The shooter, who was equipped with a gas mask and smoke grenades, set off a fire alarm to draw students out of classrooms shortly before the day ended at one of the state’s largest schools, officials said.
Authorities offered no immediate details on the 19-year-old suspect or any possible motive, except to say that he had been kicked out of Marjory Stoneman Douglas High School, which has about 3,000 students.
Students who knew the shooter, identified as Nikolas Cruz, described a volatile teenager whose strange behavior had caused others to end friendships with him, particularly after the fight that led to his expulsion.
Frantic parents rushed to the school to find SWAT team members and ambulances surrounding the huge campus. Live television footage showed emergency workers who appeared to be treating the wounded on sidewalks.
“It is a horrific situation,” said Robert Runcie, superintendent of the school district in Parkland, about an hour’s drive north of Miami. “It is a horrible day for us.”
The suspect was taken into custody without a fight in a residential neighborhood about a mile away. He had multiple magazines of ammunition, authorities said.
“It’s catastrophic. There really are no words,” Broward County Sheriff Scott Israel told reporters.
The attacker used the fire alarm “so the kids would come pouring out of the classrooms into the hall,” Sen. Bill Nelson told CNN.
“And there the carnage began,” said Nelson, who said he was briefed by the FBI.
The Florida Democrat said he did not know if the gunman used the smoke grenades, but he assumed that’s why he had a gas mask on.
Most of the fatalities were inside the building, though some victims were found outside. The dead included a football coach, the sheriff said.
More than a dozen other people were wounded and taken to hospitals, doctors said.
Victoria Olvera, a junior at the school, said Cruz was expelled last school year because he got into a fight with his ex-girlfriend’s new boyfriend. She said he had been abusive to his girlfriend.
“I think everyone had in their minds if anybody was going to do it, it was going to be him,” she said.
Dakota Mutchler, another junior, said he used to be friends with Cruz. But he cut off the friendship as Cruz’s behavior “started progressively getting a little more weird.” Cruz posted on Instagram about killing animals and threatened one of Mutchler’s friends, he said.
He remembered that Cruz had a pellet gun and did target practice in his backyard.
Student Daniel Huerfano said he recognized Cruz from an Instagram photo in which Cruz had posed with a gun in front of his face.
Cruz “was that weird kid that you see ... like a loner,” he said.
Freshman Max Charles was in class when he heard five gunshots.
“We were in the corner, away from the windows,” he said. “The teacher locked the door and turned off the light. I thought maybe I could die or something.”
As he was leaving the building, he saw four dead students and one dead teacher. He said he was relieved when he finally found his mother.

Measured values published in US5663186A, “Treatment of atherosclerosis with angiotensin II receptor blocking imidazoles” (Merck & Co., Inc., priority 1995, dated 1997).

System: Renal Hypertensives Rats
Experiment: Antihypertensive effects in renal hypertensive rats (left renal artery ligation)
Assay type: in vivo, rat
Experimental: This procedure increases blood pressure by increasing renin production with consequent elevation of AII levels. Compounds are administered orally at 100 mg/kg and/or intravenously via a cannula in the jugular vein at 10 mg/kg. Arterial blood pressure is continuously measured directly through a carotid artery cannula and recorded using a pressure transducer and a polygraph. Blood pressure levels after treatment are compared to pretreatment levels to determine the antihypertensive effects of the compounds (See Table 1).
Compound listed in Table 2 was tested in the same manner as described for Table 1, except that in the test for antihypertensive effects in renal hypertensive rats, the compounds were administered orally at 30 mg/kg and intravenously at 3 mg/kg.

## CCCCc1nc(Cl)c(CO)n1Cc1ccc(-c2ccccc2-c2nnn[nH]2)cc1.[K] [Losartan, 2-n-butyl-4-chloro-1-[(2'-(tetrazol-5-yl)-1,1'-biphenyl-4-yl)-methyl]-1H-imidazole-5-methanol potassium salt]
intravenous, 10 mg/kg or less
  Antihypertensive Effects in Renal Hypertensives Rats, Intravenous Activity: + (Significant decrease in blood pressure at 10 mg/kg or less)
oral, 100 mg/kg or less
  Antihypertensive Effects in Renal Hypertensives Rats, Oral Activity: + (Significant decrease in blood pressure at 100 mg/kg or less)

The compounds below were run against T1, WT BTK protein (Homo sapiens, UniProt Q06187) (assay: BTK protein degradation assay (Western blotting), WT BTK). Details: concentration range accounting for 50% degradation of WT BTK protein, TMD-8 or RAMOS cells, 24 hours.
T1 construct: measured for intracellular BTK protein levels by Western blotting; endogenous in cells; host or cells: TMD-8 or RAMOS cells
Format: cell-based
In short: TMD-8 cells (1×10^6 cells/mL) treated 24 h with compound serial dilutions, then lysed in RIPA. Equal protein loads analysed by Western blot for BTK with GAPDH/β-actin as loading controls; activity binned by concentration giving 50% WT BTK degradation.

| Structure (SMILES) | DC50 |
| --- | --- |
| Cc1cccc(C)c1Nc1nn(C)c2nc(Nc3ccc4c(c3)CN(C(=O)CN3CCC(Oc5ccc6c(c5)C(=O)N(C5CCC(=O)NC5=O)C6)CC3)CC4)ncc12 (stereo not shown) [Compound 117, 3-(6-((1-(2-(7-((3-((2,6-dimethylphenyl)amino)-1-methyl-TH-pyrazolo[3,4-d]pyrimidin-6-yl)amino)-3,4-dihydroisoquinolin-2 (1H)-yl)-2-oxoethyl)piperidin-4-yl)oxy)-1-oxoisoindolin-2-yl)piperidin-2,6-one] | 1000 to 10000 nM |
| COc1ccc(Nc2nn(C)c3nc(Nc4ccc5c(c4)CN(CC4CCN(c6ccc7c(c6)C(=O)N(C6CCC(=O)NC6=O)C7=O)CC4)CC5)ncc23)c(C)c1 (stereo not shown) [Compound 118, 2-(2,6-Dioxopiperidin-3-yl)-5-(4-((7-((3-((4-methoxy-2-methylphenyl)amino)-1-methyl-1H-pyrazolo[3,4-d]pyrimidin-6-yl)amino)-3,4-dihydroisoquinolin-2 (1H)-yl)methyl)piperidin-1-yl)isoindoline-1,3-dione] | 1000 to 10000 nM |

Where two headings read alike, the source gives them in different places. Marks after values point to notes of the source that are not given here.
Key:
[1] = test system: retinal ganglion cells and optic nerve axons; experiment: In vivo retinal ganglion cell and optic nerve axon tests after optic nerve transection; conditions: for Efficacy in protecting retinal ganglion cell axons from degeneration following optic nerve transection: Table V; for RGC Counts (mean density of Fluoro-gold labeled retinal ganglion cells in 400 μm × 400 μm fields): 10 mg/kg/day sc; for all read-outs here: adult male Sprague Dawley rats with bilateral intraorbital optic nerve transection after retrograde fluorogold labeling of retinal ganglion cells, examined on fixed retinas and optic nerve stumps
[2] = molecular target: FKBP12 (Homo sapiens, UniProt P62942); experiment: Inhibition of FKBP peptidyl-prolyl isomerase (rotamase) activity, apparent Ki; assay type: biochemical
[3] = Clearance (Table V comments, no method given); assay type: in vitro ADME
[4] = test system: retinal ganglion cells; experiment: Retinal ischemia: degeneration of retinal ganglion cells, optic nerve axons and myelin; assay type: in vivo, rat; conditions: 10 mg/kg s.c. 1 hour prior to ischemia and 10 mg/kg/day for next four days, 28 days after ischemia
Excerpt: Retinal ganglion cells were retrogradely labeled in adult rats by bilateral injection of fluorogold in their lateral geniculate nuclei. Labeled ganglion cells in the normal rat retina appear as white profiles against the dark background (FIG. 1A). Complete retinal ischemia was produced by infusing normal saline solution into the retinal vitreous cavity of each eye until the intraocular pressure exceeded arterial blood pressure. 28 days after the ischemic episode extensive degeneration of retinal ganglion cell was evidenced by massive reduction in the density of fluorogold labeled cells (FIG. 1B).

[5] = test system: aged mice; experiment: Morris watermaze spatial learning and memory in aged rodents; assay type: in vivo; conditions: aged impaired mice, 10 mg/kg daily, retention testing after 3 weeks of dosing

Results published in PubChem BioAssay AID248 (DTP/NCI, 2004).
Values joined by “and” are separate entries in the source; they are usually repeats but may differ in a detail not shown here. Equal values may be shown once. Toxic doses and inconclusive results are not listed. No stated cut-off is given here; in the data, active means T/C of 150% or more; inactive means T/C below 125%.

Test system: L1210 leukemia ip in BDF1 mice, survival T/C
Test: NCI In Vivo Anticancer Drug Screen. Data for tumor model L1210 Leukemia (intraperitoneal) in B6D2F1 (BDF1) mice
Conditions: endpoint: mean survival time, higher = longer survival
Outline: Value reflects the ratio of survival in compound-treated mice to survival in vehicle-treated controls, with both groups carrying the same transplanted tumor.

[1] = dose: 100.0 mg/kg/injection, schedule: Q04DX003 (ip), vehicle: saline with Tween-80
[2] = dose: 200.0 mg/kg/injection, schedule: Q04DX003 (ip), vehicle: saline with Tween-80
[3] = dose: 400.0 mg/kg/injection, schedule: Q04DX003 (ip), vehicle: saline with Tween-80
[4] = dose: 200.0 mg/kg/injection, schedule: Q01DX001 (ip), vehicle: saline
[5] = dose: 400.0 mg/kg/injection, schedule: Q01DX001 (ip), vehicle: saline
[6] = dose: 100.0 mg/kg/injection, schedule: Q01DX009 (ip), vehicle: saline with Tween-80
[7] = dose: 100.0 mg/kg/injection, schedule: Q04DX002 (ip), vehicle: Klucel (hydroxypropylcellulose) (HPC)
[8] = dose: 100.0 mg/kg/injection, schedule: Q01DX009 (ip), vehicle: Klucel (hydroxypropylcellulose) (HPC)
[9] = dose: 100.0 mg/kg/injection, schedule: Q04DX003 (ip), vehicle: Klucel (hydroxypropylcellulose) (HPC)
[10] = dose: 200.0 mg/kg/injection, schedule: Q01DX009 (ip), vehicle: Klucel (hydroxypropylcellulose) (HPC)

“I was happy that I was alive,” Max said. “She was crying when she saw me.”
About an hour after the attack, Michael Nembhard was sitting in his garage on a cul-de-sac when he saw a young man in a burgundy shirt walking down the street. In an instant, a police cruiser pulled up, and officers jumped out with guns drawn.
“All I heard was ‘Get on the ground! Get on the ground!‘” Nembhard said. He said the man did as he was told.
The day started normally at the school, which had a morning fire drill. Students were in class around 2:30 p.m. when another alarm sounded.
Junior Noah Parness said he and the other students calmly went outside to their fire-drill areas when he suddenly heard popping sounds.
“We saw a bunch of teachers running down the stairway, and then everybody shifted and broke into a sprint,” Parness said. “I hopped a fence.”
Beth Feingold said her daughter, Brittani, sent a text that said, “We’re on code red. I’m fine,” but sent another text shortly afterward saying, “Mom, I’m so scared.” She was later able to escape.
Students heard loud bangs as the shooter fired. Many of them hid under desks or in closets and barricaded doors.
Television footage showed students leaving in a single-file line with their hands over their heads as officers urged them to evacuate quickly.
The scene was reminiscent of the Newtown attack, which shocked even a country numbed by the regularity of school shootings. The Dec. 14, 2012, assault at Sandy Hook Elementary School killed 26 people — 20 first-graders and six staff members.
The 20-year-old Connecticut gunman, who also fatally shot his mother in her bed, then killed himself.
When Caesar Figueroa got to the Florida school to check on his 16-year-old daughter, he saw helicopters and police officers wielding guns.
“It was crazy and my daughter wasn’t answering her phone.” She finally texted him that she was inside a closet with friends.
Len Murray’s 17-year-old son, a junior at the school, sent his parents a chilling text: “Mom and Dad, there have been shots fired on campus at school. There are police sirens outside. I’m in the auditorium and the doors are locked.”
A few minutes later, he texted again, “I’m fine.”
Murray said he raced to the school only to be stopped by authorities under a highway overpass within view of the school buildings. He said he told his son to save his battery and stop texting. The boy’s mother told him to turn off his ringer.
Murray said he’s had just one thought running through his mind since his son’s text: “All I keep thinking about is when I dropped him off this morning. I usually say, ‘I love you,‘ and I didn’t this morning. He’s 17, he’s at that age. And I didn’t say it this morning, and I’m just kicking myself right now over and over and over.”
The school was to be closed for the rest of the week.
Associated Press writers Freida Frisaro, Jennifer N. Kay and David Fischer in Miami and Josh Replogle in Parkland contributed to this report.